To find NASA educational resources that can beused during World Space Week, visit the Educational Materials Finder:

To learn more about World Space Week, search forevents in your area and find educational materials related to the event, visit


FreeSmithsonian’s Stars Lecture Series

Curious about our nearest star, moon rocks,volcanoes and other wonders of the universe? Come to the Smithsonian’s Stars, aseries of 10 lectures by Smithsonian researchers who are exploring the sun, themoon, planets, stars, galaxies and the universe. These speakers will sharebehind-the-scenes details about how their research is done and technologiesthat advance new discoveries at the Smithsonian Institution.

Each lecture begins at 5:15 p.m. and is followed by a question-and-answersession. A Discovery Station activity will take place at 4 p.m. prior to eachlecture. Stay after the lecture to visit the observatory, weather permitting.

Oct. 6, 2012 — Three Decades of Telescopes for Observing the Sun
Thirty years ago, Smithsonian scientists and engineers began developing a newtechnique for coating mirrors to look at the sun. The resulting telescopes havedriven three decades of new discoveries. Senior Project Engineer Peter Cheimetswill discuss the telescopes that have made this golden age of solar observationpossible and the breathtaking results.

Oct. 20, 2012 — Mercury: Oh Strange New World
Data from the MESSENGER spacecraft orbiting Mercury shows us just howwondrous and unique the smallest planet in our solar system is. PlanetaryGeophysicist Michelle Selvans will discuss the complexities that make Mercuryso wonderfully unique.

Nov. 3, 2012 — Moon Rocks and How They Became Famous
In the late 1960s, Apollo astronauts collected rocks from the moon andbrought them back to Earth. Scientists studied these rocks, curators put themon display in museums around the world and President Nixon gave them as giftsto foreign heads of state. Teasel Muir-Harmonywill explore the wide-ranging roles that these rocks played.

Nov. 17, 2012 — The Dynamic Sun
The sun is even more dynamic, mysterious and beautifulthan you probably imagine. Astrophysicist Mark Weber will explore thisincredible star with observations from some of the most advanced telescopes.Learn what scientists have discovered and what they are only beginning tounderstand.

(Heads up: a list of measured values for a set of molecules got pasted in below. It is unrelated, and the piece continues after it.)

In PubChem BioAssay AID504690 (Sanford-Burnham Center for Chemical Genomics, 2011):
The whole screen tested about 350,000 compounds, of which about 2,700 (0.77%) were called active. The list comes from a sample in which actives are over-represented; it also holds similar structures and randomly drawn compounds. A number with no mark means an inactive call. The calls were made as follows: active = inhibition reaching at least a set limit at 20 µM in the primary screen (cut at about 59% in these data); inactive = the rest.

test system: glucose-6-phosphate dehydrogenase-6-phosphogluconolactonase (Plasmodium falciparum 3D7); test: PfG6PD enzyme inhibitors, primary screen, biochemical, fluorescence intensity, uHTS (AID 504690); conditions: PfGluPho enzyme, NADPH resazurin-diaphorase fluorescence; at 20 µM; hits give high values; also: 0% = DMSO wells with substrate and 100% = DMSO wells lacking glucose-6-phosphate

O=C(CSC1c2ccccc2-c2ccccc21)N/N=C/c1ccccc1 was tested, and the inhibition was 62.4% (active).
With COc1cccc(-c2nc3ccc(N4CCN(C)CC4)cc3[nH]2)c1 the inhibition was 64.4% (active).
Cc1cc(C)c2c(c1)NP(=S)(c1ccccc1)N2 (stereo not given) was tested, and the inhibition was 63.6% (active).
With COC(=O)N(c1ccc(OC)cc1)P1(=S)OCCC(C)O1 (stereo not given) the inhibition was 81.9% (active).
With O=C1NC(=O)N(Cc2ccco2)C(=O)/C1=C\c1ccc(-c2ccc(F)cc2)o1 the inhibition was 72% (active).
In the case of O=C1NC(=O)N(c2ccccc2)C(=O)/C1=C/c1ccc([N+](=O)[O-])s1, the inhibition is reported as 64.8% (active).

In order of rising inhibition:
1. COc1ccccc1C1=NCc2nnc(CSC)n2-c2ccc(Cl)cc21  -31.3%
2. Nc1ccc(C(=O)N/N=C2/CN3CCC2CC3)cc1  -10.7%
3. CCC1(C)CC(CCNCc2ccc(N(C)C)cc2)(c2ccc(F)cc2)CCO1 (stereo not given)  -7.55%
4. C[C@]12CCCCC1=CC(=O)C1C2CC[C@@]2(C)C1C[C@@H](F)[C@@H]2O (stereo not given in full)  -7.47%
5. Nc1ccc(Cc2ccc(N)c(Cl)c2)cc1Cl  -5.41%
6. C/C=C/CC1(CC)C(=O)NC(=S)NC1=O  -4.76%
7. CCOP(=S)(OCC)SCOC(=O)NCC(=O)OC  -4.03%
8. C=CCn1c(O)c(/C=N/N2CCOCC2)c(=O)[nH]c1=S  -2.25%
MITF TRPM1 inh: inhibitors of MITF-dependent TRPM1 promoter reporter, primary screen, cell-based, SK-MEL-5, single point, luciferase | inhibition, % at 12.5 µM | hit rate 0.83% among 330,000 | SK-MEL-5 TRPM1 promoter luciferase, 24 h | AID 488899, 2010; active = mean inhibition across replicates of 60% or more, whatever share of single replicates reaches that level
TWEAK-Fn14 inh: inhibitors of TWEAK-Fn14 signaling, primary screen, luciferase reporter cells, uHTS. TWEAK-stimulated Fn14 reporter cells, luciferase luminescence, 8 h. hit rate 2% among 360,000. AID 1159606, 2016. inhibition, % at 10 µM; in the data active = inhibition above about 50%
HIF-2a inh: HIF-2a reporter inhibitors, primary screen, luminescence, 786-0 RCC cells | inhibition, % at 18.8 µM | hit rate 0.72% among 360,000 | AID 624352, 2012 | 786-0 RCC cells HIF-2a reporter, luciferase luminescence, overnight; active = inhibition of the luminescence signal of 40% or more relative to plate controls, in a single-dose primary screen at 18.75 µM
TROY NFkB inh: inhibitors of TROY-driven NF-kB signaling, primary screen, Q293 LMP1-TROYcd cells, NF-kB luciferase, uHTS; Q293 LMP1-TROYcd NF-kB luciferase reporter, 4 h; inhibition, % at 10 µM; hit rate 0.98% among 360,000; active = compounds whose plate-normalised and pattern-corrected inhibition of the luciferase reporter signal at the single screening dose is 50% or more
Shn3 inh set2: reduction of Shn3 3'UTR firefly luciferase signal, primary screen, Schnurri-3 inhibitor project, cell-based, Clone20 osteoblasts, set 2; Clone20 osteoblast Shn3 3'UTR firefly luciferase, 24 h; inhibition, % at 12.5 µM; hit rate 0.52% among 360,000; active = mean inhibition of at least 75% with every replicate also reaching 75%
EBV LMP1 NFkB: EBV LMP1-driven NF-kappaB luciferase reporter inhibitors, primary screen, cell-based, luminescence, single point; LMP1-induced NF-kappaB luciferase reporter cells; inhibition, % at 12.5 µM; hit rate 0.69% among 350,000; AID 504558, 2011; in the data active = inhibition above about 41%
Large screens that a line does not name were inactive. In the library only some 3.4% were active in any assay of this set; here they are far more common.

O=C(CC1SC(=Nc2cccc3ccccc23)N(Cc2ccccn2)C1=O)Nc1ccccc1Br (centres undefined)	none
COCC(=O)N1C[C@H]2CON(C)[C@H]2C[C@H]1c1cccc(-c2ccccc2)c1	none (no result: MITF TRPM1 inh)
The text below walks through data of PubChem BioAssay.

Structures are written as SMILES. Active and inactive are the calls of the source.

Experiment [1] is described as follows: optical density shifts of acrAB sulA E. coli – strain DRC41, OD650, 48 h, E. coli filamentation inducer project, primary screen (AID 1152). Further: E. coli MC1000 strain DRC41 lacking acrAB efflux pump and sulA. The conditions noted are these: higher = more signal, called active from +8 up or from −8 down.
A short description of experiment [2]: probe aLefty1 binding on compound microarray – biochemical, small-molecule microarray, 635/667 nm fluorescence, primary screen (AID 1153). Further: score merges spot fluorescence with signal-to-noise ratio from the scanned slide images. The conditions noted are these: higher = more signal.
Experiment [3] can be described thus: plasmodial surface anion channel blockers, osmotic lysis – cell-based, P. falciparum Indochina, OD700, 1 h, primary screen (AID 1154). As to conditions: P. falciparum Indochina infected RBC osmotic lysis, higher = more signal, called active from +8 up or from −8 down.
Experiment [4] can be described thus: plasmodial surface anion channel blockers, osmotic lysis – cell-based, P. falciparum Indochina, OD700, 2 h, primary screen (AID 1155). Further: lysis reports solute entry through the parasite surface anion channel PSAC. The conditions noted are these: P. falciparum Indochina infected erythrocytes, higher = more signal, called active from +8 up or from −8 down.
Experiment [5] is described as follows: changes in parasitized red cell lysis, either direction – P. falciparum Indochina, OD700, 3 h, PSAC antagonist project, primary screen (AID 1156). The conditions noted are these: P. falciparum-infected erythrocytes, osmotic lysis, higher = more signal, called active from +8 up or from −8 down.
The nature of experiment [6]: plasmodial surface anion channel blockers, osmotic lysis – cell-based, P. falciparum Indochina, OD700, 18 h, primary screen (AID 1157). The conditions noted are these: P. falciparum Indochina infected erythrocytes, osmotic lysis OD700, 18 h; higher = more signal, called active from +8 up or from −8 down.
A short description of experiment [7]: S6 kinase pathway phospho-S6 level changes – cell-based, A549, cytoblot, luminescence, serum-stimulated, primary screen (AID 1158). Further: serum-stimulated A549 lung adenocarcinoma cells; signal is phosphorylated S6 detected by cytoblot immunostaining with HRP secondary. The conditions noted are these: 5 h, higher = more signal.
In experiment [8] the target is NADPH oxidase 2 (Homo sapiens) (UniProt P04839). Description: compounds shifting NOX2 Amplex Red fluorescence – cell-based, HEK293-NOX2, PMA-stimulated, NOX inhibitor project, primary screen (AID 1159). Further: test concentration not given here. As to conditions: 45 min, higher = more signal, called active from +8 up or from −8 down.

Dec. 1, 2012 — A Universe of Data
This century has seen stunning cosmic discoveries. The digital age hasgiven everyone free access to space data; the trick is to turn that data intoquantitative science and pictures that tell a story. Astrophysicist JonathanMcDowell will use images from the Chandra Space Telescope to help explain howastronomers study space in the computer age.

Dec. 15, 2012 — The Mission of the Mars Science Laboratory,Curiosity
Since landing on Mars in early August 2012, the Mars Science LaboratoryCuriosity rover has returned an array of stunning data that is being used to evaluatewhether Mars may have harbored habitable environments. Geologist John Grantwill delve into the recent findings from Curiosity.

Jan. 5, 2013 — Trees in the City
Tree cover is an important element of the urban environment that plays anincreasingly larger role in ecosystem processes. Geographer Andrew Johnston willdiscuss how satellite data is used to make reliable observations about urbantree cover variability, why it matters to urban residents and how these samedata are used to map changes in tree cover.

Feb. 2, 2013– Volcano Breath